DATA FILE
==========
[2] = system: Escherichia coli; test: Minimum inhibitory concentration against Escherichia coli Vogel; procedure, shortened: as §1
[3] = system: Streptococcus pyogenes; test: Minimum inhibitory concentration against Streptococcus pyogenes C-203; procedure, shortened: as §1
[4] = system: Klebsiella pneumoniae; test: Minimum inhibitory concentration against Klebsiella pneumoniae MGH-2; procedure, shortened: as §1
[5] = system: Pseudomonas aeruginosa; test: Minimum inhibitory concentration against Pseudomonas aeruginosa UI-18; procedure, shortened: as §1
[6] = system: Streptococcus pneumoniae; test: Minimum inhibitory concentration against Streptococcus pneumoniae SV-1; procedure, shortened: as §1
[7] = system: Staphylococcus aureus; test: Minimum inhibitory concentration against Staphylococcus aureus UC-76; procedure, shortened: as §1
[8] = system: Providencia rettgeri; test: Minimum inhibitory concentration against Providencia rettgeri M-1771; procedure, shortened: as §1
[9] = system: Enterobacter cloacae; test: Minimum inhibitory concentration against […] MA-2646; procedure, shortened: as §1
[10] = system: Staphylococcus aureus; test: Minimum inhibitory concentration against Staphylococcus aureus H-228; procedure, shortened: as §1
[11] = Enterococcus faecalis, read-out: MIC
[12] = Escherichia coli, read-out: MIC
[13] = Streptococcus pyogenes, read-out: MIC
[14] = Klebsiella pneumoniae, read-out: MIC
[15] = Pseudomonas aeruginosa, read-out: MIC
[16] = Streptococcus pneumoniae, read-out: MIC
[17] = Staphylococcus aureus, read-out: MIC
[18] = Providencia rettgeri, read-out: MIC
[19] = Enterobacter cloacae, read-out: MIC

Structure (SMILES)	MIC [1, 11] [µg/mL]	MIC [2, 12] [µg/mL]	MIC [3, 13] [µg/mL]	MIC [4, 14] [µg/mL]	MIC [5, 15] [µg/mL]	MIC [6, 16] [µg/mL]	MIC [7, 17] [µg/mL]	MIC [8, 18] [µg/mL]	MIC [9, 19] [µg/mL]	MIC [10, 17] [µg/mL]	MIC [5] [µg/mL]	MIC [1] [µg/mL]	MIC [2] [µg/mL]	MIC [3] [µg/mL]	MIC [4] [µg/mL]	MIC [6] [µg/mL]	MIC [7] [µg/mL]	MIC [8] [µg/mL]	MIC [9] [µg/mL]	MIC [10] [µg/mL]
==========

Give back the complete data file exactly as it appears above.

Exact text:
[2] = system: Escherichia coli; test: Minimum inhibitory concentration against Escherichia coli Vogel; procedure, shortened: as §1
[3] = system: Streptococcus pyogenes; test: Minimum inhibitory concentration against Streptococcus pyogenes C-203; procedure, shortened: as §1
[4] = system: Klebsiella pneumoniae; test: Minimum inhibitory concentration against Klebsiella pneumoniae MGH-2; procedure, shortened: as §1
[5] = system: Pseudomonas aeruginosa; test: Minimum inhibitory concentration against Pseudomonas aeruginosa UI-18; procedure, shortened: as §1
[6] = system: Streptococcus pneumoniae; test: Minimum inhibitory concentration against Streptococcus pneumoniae SV-1; procedure, shortened: as §1
[7] = system: Staphylococcus aureus; test: Minimum inhibitory concentration against Staphylococcus aureus UC-76; procedure, shortened: as §1
[8] = system: Providencia rettgeri; test: Minimum inhibitory concentration against Providencia rettgeri M-1771; procedure, shortened: as §1
[9] = system: Enterobacter cloacae; test: Minimum inhibitory concentration against […] MA-2646; procedure, shortened: as §1
[10] = system: Staphylococcus aureus; test: Minimum inhibitory concentration against Staphylococcus aureus H-228; procedure, shortened: as §1
[11] = Enterococcus faecalis, read-out: MIC
[12] = Escherichia coli, read-out: MIC
[13] = Streptococcus pyogenes, read-out: MIC
[14] = Klebsiella pneumoniae, read-out: MIC
[15] = Pseudomonas aeruginosa, read-out: MIC
[16] = Streptococcus pneumoniae, read-out: MIC
[17] = Staphylococcus aureus, read-out: MIC
[18] = Providencia rettgeri, read-out: MIC
[19] = Enterobacter cloacae, read-out: MIC

Structure (SMILES)	MIC [1, 11] [µg/mL]	MIC [2, 12] [µg/mL]	MIC [3, 13] [µg/mL]	MIC [4, 14] [µg/mL]	MIC [5, 15] [µg/mL]	MIC [6, 16] [µg/mL]	MIC [7, 17] [µg/mL]	MIC [8, 18] [µg/mL]	MIC [9, 19] [µg/mL]	MIC [10, 17] [µg/mL]	MIC [5] [µg/mL]	MIC [1] [µg/mL]	MIC [2] [µg/mL]	MIC [3] [µg/mL]	MIC [4] [µg/mL]	MIC [6] [µg/mL]	MIC [7] [µg/mL]	MIC [8] [µg/mL]	MIC [9] [µg/mL]	MIC [10] [µg/mL]